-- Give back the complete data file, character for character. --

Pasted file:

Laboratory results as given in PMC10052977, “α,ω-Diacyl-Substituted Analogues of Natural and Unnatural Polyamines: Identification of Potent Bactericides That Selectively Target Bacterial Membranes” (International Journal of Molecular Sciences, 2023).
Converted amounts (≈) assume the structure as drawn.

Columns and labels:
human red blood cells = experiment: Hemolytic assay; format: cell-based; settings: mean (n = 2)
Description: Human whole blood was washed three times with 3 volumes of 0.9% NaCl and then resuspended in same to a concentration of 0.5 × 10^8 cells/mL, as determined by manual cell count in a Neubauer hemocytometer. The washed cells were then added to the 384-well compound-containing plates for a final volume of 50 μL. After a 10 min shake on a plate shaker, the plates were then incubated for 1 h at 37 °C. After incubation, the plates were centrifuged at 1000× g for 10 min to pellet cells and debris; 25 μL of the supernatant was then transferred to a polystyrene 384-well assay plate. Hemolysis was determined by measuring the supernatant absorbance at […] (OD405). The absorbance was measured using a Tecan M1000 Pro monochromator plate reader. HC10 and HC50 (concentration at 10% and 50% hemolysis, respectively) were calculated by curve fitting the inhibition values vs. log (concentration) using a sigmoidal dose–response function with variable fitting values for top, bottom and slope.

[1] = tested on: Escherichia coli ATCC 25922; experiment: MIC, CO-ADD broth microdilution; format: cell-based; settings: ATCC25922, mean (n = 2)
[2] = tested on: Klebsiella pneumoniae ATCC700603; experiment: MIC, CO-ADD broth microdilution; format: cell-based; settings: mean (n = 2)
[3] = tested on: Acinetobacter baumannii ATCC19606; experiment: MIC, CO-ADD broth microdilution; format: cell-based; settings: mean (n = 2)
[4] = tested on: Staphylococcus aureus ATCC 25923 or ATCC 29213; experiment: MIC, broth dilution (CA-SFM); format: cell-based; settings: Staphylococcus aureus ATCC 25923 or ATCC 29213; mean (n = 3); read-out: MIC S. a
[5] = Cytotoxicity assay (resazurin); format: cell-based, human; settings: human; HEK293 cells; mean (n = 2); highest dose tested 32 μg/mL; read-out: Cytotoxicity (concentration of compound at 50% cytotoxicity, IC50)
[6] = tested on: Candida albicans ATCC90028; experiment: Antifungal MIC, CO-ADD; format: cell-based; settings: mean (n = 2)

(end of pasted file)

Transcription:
Laboratory results as given in PMC10052977, “α,ω-Diacyl-Substituted Analogues of Natural and Unnatural Polyamines: Identification of Potent Bactericides That Selectively Target Bacterial Membranes” (International Journal of Molecular Sciences, 2023).
Converted amounts (≈) assume the structure as drawn.

Columns and labels:
human red blood cells = experiment: Hemolytic assay; format: cell-based; settings: mean (n = 2)
Description: Human whole blood was washed three times with 3 volumes of 0.9% NaCl and then resuspended in same to a concentration of 0.5 × 10^8 cells/mL, as determined by manual cell count in a Neubauer hemocytometer. The washed cells were then added to the 384-well compound-containing plates for a final volume of 50 μL. After a 10 min shake on a plate shaker, the plates were then incubated for 1 h at 37 °C. After incubation, the plates were centrifuged at 1000× g for 10 min to pellet cells and debris; 25 μL of the supernatant was then transferred to a polystyrene 384-well assay plate. Hemolysis was determined by measuring the supernatant absorbance at […] (OD405). The absorbance was measured using a Tecan M1000 Pro monochromator plate reader. HC10 and HC50 (concentration at 10% and 50% hemolysis, respectively) were calculated by curve fitting the inhibition values vs. log (concentration) using a sigmoidal dose–response function with variable fitting values for top, bottom and slope.

[1] = tested on: Escherichia coli ATCC 25922; experiment: MIC, CO-ADD broth microdilution; format: cell-based; settings: ATCC25922, mean (n = 2)
[2] = tested on: Klebsiella pneumoniae ATCC700603; experiment: MIC, CO-ADD broth microdilution; format: cell-based; settings: mean (n = 2)
[3] = tested on: Acinetobacter baumannii ATCC19606; experiment: MIC, CO-ADD broth microdilution; format: cell-based; settings: mean (n = 2)
[4] = tested on: Staphylococcus aureus ATCC 25923 or ATCC 29213; experiment: MIC, broth dilution (CA-SFM); format: cell-based; settings: Staphylococcus aureus ATCC 25923 or ATCC 29213; mean (n = 3); read-out: MIC S. a
[5] = Cytotoxicity assay (resazurin); format: cell-based, human; settings: human; HEK293 cells; mean (n = 2); highest dose tested 32 μg/mL; read-out: Cytotoxicity (concentration of compound at 50% cytotoxicity, IC50)
[6] = tested on: Candida albicans ATCC90028; experiment: Antifungal MIC, CO-ADD; format: cell-based; settings: mean (n = 2)